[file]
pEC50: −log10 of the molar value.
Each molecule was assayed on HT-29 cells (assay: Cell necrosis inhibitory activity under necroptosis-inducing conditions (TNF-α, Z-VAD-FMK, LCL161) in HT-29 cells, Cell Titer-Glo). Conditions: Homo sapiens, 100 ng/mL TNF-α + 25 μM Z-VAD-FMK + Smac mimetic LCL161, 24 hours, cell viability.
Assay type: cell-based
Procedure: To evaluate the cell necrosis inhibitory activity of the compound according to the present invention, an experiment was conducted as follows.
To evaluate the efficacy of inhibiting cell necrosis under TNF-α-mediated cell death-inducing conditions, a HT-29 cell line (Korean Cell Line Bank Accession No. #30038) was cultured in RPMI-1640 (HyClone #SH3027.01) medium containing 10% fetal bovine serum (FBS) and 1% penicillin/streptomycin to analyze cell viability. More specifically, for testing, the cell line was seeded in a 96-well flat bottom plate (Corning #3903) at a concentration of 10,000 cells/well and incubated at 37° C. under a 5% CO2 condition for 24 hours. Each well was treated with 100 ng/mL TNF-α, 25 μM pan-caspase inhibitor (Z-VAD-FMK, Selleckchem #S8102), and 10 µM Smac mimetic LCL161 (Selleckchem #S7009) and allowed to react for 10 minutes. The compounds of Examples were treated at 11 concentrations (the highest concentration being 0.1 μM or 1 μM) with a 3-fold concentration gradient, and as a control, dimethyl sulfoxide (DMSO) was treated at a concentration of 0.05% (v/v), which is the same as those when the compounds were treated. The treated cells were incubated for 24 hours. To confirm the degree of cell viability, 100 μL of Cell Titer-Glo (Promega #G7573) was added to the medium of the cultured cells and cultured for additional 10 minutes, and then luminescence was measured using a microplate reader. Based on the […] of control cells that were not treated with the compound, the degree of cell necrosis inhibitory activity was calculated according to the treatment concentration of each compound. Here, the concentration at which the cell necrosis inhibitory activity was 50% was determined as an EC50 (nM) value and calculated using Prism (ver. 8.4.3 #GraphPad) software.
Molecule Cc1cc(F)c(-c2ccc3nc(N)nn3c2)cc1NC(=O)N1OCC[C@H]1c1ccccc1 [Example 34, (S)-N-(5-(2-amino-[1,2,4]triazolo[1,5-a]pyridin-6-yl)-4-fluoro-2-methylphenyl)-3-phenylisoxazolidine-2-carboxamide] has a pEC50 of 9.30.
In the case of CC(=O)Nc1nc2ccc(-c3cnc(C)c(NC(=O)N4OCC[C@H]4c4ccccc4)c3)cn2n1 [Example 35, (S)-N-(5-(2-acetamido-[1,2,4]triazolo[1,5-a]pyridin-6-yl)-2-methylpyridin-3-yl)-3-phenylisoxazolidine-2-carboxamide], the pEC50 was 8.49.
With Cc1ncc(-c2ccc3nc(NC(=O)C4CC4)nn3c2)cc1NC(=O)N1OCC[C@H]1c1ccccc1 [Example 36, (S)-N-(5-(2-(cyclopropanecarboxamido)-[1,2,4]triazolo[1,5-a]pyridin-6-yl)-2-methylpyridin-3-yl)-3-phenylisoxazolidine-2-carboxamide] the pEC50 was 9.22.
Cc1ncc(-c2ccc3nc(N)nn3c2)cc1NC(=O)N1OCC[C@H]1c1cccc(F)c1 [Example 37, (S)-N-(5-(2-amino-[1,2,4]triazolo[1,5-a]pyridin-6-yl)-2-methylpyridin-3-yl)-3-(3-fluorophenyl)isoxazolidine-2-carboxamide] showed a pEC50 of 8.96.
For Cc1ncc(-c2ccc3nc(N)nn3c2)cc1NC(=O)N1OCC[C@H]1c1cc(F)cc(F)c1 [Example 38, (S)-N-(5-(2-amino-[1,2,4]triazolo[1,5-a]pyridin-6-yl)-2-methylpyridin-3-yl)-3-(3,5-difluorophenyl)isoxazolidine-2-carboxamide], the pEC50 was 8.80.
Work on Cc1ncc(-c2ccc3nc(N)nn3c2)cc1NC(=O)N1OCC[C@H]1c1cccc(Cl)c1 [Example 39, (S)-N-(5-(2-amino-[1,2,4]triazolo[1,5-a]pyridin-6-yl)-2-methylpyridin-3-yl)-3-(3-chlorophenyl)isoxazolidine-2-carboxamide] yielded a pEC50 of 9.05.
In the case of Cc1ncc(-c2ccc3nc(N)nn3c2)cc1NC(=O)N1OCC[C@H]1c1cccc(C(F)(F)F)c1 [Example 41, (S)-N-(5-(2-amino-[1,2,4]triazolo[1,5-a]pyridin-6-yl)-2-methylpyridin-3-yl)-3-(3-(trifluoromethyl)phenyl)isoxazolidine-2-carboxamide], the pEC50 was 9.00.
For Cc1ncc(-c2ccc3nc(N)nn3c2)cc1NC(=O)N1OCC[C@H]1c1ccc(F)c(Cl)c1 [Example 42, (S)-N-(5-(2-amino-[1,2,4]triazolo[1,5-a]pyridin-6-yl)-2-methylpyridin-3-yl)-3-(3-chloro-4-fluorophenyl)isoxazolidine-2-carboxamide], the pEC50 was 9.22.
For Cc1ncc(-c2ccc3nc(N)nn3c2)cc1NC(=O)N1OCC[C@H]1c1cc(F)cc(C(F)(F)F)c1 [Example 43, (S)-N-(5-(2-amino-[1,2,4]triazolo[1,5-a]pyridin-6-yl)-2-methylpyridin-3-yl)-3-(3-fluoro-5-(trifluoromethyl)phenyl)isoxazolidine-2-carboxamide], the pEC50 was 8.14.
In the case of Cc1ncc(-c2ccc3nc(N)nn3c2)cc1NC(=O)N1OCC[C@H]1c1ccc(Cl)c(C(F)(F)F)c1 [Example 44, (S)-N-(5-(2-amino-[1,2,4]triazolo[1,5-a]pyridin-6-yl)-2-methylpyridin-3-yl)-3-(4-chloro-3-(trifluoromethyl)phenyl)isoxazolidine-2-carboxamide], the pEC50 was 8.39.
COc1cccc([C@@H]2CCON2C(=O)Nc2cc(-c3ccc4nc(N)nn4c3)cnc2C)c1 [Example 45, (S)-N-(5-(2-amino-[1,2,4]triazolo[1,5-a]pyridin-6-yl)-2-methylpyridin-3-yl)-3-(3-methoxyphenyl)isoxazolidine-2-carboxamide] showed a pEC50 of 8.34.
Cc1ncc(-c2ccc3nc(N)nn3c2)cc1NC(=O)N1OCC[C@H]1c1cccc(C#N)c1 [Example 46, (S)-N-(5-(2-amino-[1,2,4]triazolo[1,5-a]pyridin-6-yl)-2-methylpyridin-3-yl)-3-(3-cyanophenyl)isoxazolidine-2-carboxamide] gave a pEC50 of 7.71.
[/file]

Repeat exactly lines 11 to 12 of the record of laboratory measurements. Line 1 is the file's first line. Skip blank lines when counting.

Work on Cc1ncc(-c2ccc3nc(N)nn3c2)cc1NC(=O)N1OCC[C@H]1c1cccc(Cl)c1 [Example 39, (S)-N-(5-(2-amino-[1,2,4]triazolo[1,5-a]pyridin-6-yl)-2-methylpyridin-3-yl)-3-(3-chlorophenyl)isoxazolidine-2-carboxamide] yielded a pEC50 of 9.05.
In the case of Cc1ncc(-c2ccc3nc(N)nn3c2)cc1NC(=O)N1OCC[C@H]1c1cccc(C(F)(F)F)c1 [Example 41, (S)-N-(5-(2-amino-[1,2,4]triazolo[1,5-a]pyridin-6-yl)-2-methylpyridin-3-yl)-3-(3-(trifluoromethyl)phenyl)isoxazolidine-2-carboxamide], the pEC50 was 9.00.